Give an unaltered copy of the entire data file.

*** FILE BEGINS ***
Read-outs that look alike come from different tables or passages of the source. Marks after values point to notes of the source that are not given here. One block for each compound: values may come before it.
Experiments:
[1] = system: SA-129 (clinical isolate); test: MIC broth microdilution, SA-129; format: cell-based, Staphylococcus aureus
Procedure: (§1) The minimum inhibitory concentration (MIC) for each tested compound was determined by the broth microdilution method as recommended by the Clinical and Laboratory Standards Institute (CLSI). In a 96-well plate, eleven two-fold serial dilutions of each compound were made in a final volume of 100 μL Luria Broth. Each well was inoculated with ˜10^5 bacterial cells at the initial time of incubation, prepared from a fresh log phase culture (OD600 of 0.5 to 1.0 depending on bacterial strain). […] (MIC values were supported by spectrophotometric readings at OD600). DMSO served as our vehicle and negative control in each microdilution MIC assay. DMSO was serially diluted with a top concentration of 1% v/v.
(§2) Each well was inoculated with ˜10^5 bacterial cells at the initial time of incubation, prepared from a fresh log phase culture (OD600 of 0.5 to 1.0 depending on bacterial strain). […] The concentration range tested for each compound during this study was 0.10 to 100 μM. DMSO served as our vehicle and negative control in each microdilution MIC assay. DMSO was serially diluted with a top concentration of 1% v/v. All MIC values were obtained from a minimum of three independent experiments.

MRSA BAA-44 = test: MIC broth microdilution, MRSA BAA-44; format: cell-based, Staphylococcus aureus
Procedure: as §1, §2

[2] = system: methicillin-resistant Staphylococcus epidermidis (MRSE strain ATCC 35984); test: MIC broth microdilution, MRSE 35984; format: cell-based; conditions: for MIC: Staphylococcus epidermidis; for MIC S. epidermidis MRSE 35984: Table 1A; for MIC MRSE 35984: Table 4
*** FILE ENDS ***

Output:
Read-outs that look alike come from different tables or passages of the source. Marks after values point to notes of the source that are not given here. One block for each compound: values may come before it.
Experiments:
[1] = system: SA-129 (clinical isolate); test: MIC broth microdilution, SA-129; format: cell-based, Staphylococcus aureus
Procedure: (§1) The minimum inhibitory concentration (MIC) for each tested compound was determined by the broth microdilution method as recommended by the Clinical and Laboratory Standards Institute (CLSI). In a 96-well plate, eleven two-fold serial dilutions of each compound were made in a final volume of 100 μL Luria Broth. Each well was inoculated with ˜10^5 bacterial cells at the initial time of incubation, prepared from a fresh log phase culture (OD600 of 0.5 to 1.0 depending on bacterial strain). […] (MIC values were supported by spectrophotometric readings at OD600). DMSO served as our vehicle and negative control in each microdilution MIC assay. DMSO was serially diluted with a top concentration of 1% v/v.
(§2) Each well was inoculated with ˜10^5 bacterial cells at the initial time of incubation, prepared from a fresh log phase culture (OD600 of 0.5 to 1.0 depending on bacterial strain). […] The concentration range tested for each compound during this study was 0.10 to 100 μM. DMSO served as our vehicle and negative control in each microdilution MIC assay. DMSO was serially diluted with a top concentration of 1% v/v. All MIC values were obtained from a minimum of three independent experiments.

MRSA BAA-44 = test: MIC broth microdilution, MRSA BAA-44; format: cell-based, Staphylococcus aureus
Procedure: as §1, §2

[2] = system: methicillin-resistant Staphylococcus epidermidis (MRSE strain ATCC 35984); test: MIC broth microdilution, MRSE 35984; format: cell-based; conditions: for MIC: Staphylococcus epidermidis; for MIC S. epidermidis MRSE 35984: Table 1A; for MIC MRSE 35984: Table 4